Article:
Money managers internally managed U.S. institutional tax-exempt assets fell 6% in 2002, to $6.7 trillion, more than double the decline of a year ago, Pensions & Investments annual survey shows. Results of the survey will be published May 26.
But the 6% drop is relatively small, considering major domestic stock indexes lost about 22% for the year.
Robust bond returns (the Salomon Broad Bond index rose 10.1%, for example) and increased cash flow from stepped-up employer contributions to pension funds helped stem the asset drain.
Worldwide institutional assets decreased 2.1% to $13.2 trillion. Currencies are largely the reason that the overall decline in worldwide institutional assets is less precipitous, said Timothy Barron, director of research at investment consultant CRA RogersCasey. Non-dollar-denominated assets were likely to have declined less when converted to the U.S. dollar, said Mr. Barron.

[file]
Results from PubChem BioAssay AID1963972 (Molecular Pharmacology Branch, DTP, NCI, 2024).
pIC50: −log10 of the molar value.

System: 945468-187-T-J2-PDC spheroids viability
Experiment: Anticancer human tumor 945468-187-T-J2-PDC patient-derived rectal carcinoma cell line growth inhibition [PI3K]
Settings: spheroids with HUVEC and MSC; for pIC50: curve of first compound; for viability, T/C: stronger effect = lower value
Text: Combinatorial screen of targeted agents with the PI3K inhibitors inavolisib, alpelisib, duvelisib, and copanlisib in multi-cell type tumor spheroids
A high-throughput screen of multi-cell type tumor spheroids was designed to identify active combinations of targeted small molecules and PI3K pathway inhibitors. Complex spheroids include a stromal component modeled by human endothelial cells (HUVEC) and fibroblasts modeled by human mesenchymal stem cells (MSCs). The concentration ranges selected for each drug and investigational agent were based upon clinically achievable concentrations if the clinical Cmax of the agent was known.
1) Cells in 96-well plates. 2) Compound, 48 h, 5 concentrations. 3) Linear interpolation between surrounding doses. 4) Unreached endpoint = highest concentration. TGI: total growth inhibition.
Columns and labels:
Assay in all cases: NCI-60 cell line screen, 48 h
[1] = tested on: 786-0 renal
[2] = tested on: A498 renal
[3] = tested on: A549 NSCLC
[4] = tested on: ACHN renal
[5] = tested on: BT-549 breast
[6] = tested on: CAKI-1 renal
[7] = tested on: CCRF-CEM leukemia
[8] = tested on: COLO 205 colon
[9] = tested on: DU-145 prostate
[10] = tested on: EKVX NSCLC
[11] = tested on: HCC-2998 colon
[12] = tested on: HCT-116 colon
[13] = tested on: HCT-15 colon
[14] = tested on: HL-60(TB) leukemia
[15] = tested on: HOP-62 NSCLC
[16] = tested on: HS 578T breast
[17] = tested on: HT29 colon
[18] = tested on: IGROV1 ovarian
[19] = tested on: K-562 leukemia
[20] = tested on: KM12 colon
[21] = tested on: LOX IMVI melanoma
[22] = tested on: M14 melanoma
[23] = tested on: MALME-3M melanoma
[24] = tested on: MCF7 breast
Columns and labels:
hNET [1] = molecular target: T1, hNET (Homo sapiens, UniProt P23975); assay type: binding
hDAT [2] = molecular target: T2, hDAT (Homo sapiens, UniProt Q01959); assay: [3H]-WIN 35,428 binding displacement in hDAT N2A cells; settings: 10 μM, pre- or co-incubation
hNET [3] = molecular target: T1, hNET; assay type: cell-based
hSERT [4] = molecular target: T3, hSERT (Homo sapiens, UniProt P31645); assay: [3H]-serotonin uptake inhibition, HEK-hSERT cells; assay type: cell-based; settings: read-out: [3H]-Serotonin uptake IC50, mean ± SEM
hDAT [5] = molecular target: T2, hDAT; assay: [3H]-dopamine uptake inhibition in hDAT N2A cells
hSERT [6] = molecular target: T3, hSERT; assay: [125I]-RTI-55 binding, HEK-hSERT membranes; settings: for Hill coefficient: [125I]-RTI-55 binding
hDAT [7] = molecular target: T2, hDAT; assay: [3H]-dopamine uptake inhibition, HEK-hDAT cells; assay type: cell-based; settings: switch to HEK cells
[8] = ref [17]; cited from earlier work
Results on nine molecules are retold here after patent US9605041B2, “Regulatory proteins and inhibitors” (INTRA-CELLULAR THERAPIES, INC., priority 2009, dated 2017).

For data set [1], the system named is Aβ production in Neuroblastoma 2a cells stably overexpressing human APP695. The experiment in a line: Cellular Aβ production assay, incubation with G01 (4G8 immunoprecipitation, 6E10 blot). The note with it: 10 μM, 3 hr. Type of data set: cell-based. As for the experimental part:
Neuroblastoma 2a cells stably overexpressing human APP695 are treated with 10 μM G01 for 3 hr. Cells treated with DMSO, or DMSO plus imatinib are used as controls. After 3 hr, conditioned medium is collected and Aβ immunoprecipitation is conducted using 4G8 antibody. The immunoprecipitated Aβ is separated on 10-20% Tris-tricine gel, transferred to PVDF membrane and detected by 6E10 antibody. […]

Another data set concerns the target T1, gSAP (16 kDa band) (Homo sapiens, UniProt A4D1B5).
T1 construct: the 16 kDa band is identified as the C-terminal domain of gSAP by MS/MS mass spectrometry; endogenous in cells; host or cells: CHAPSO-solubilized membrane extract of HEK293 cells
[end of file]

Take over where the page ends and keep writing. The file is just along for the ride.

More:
In the institutional universe, State Street Global Advisors remains the largest money manager with $745 billion in worldwide institutional and $509 billion in U.S. tax-exempt institutional assets. Barclays Global Investors and Fidelity Investments held on to their second and third spots, respectively. BGI had $670 billion in worldwide institutional assets and $408 billion in U.S. tax-exempt institutional at the end of 2002; Fidelity had $575 billion and $349 billion, respectively.